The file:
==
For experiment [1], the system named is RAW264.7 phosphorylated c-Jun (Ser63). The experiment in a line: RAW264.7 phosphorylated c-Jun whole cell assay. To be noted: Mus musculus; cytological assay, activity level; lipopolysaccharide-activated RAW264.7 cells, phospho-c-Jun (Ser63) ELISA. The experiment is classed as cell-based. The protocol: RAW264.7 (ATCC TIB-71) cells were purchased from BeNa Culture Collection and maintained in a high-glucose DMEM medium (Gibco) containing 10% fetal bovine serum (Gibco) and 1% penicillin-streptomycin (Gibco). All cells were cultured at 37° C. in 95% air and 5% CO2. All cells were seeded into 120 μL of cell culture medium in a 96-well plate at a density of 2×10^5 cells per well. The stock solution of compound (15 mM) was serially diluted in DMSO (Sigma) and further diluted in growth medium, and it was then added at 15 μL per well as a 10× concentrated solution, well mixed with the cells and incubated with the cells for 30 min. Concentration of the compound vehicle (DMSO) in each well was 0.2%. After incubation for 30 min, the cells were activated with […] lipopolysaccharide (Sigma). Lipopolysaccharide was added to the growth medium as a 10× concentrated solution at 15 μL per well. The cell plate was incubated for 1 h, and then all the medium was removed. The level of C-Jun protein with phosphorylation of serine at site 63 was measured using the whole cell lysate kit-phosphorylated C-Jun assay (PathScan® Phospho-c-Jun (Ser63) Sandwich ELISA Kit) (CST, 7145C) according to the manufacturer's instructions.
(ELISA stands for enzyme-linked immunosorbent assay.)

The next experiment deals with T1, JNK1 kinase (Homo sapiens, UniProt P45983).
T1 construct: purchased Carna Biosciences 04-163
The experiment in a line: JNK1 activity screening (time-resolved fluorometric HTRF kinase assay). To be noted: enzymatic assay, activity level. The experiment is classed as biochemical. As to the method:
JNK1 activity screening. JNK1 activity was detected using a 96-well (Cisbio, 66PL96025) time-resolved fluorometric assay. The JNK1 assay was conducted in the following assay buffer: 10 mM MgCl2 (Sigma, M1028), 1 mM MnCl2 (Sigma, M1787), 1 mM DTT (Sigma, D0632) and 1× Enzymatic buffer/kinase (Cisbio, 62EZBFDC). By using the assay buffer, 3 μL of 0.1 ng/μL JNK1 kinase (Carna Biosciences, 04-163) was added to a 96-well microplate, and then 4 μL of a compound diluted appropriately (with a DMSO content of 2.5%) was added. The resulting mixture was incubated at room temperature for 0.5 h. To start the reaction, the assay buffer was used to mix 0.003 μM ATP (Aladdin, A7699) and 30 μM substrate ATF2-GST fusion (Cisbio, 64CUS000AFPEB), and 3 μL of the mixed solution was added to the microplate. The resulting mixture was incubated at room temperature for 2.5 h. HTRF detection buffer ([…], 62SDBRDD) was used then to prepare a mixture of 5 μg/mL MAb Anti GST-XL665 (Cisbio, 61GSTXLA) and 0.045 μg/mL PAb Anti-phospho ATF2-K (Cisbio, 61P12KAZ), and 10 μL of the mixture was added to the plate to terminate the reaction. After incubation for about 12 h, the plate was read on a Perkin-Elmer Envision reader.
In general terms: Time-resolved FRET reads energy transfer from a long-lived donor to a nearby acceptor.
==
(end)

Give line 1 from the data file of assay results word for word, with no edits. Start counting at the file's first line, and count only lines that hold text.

For experiment [1], the system named is RAW264.7 phosphorylated c-Jun (Ser63). The experiment in a line: RAW264.7 phosphorylated c-Jun whole cell assay. To be noted: Mus musculus; cytological assay, activity level; lipopolysaccharide-activated RAW264.7 cells, phospho-c-Jun (Ser63) ELISA. The experiment is classed as cell-based. The protocol: RAW264.7 (ATCC TIB-71) cells were purchased from BeNa Culture Collection and maintained in a high-glucose DMEM medium (Gibco) containing 10% fetal bovine serum (Gibco) and 1% penicillin-streptomycin (Gibco). All cells were cultured at 37° C. in 95% air and 5% CO2. All cells were seeded into 120 μL of cell culture medium in a 96-well plate at a density of 2×10^5 cells per well. The stock solution of compound (15 mM) was serially diluted in DMSO (Sigma) and further diluted in growth medium, and it was then added at 15 μL per well as a 10× concentrated solution, well mixed with the cells and incubated with the cells for 30 min. Concentration of the compound vehicle (DMSO) in each well was 0.2%. After incubation for 30 min, the cells were activated with […] lipopolysaccharide (Sigma). Lipopolysaccharide was added to the growth medium as a 10× concentrated solution at 15 μL per well. The cell plate was incubated for 1 h, and then all the medium was removed. The level of C-Jun protein with phosphorylation of serine at site 63 was measured using the whole cell lysate kit-phosphorylated C-Jun assay (PathScan® Phospho-c-Jun (Ser63) Sandwich ELISA Kit) (CST, 7145C) according to the manufacturer's instructions.